Paige: (laughing) Yeah.

Dr. Levine: Or you need to have more broken bones, so...I mean yes, people make sacrifices to do these things, but this kind of work suggests that yes, we need to understand things in order to change them--back to your quotation. At the same time, in order to change them, we need to understand things, not only from the top down--the kind of expertise that we have as experts on eating disorders--but from the ground up.

Paige: I love that so much!

Dr. Levine: Many people know...I mean who would be more of an expert on middle school life in Fresno, California? A Fresno middle schooler or Michael Levine with a Phd, who’s living in Santa Barbara and hasn’t been in middle school we’ll say in a while?

Paige: (laughing)

Dr. Levine: Now, no matter how much time I spent studying middle schools, what’s happening on the ground in that middle school is known to the people in the middle school. And if you say, well they don't care. If you get cynical about it--they’re adolescents, they don’t care, they’re wrapped up in their own self-consciousness, they don’t care about their fellows. Talk to middle school students. Talk to high school students. Talk to college students. The ones that I work with, many of them care deeply about their peers. They care deeply about issues of health and many people they care deeply about equity and fairness and safety. Same things the schools care about and a lot of what you and I are talking about here has to do with trying to work away from bullying and teasing and weight and shape consciousness and the kinds of things that--they don’t cause eating disorders, but they certainly can trip you too it. They certainly intensify the nervosa part of anorexia nervosa and bulimia nervosa.

Paige: Michael, so back to that story about the ballet school, I really think that that’s a powerful story, so I’m glad you shared that. I wrote down...you know the basic question she asked the girls was, ‘What are the issues going on?’ and then, ‘What do you want to do about it?’ ‘What are the issues that are getting in the way of you being your healthiest self and what should we do about it?’ And that was a powerful example of how that had a positive affect in that little circle there, but I really feel like there’s some power in general to that model, right….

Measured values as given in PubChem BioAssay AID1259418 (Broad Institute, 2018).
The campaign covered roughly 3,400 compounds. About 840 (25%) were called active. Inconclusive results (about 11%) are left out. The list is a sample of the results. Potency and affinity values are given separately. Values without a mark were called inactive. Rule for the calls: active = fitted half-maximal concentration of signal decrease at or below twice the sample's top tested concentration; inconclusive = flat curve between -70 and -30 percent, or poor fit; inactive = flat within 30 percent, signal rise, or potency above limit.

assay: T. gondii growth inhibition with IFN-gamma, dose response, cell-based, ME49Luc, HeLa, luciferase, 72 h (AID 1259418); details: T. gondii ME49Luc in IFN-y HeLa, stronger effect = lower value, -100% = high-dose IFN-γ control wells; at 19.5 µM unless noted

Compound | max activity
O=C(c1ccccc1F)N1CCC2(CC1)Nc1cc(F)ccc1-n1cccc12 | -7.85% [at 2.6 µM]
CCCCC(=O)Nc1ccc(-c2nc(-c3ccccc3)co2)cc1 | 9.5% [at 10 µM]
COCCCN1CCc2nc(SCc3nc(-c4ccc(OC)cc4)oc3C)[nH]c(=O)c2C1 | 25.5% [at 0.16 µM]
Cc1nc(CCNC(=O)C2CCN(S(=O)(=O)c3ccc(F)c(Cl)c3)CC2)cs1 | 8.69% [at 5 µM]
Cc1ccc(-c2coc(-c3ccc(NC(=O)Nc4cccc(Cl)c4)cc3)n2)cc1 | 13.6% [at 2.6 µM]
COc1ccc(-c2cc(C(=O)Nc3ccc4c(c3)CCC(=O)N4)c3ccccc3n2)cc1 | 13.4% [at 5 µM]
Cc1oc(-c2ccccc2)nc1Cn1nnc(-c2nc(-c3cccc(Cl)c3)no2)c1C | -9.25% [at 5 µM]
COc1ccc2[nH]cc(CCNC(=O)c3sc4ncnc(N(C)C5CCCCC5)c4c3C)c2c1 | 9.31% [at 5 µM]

Dr. Levine: Yeah.

Paige: ...where we can do that ourselves. We can say, ‘What are the things getting in my way?’ It could be something as easy as, ‘Well I have this full length mirror in my room that every single time I walk in and out of my room I see my legs and I start screaming at myself in my own head about it. Maybe I need to just take a break from the full length mirror. Maybe I need to just focus on my head up for a while. Maybe there’s some elements of my day or my behavior or my life or the people around me that are getting in the way of me being my healthiest self. So what do I want to do about it? Well, take some action, you know. I think we can do that with ourselves. I think we can do that with our kids. When appropriate, ask those questions.

Dr. Levine: Yes I think you can do it also with your friends…

Paige: Yeah!

Dr. Levine: ...or with people to whom you are close. This is where...in some ways the personal is the political.

Paige: Yeah, I agree.

Dr. Levine: If this is something that I’m thinking, you know what every time I walk by that mirror, I get a little pang or stab, and yet my response is often to walk by it more or turn around and look the other way, I wonder if my friend has that similar experience. And this is an intimate thing to talk about because nobody wants to be ridiculed. Or if you have a partner you can talk to about that, this is where partners can take this seriously. A lot of people say, ‘Oh this is just womens crap. Women are self conscious. That's just women being women.’

Paige: Hey, guys are too.

Dr. Levine: Yes, and it’s us as citizens being socialized to do this. Women are not born looking into mirrors.

Paige: I can attest to that. I have two little girls and they're’ not shy and they love themselves. (laughing)

Dr. Levine: Yeah, and they’re not..anymore than little boys are. You know and the notion is that you ask your daughter, ‘Is the mirror your friend?’ I mean, that question doesn’t make any sense, right?

Paige: Right. No.

Dr. Levine: Yeah, no, and if...as I said in my talk if you may remember...if I leaned over to you during an experts talk and I said, ‘Paige, the mirror is my enemy,’ I mean you’d be concerned about my mental health.

Paige: (laughing)

Dr. Levine: You’d really be concerned if I believe that the mirror was my enemy and yet, we have to take seriously when someone says I feel like I’m in a war with my mirror and I just don’t know what to do.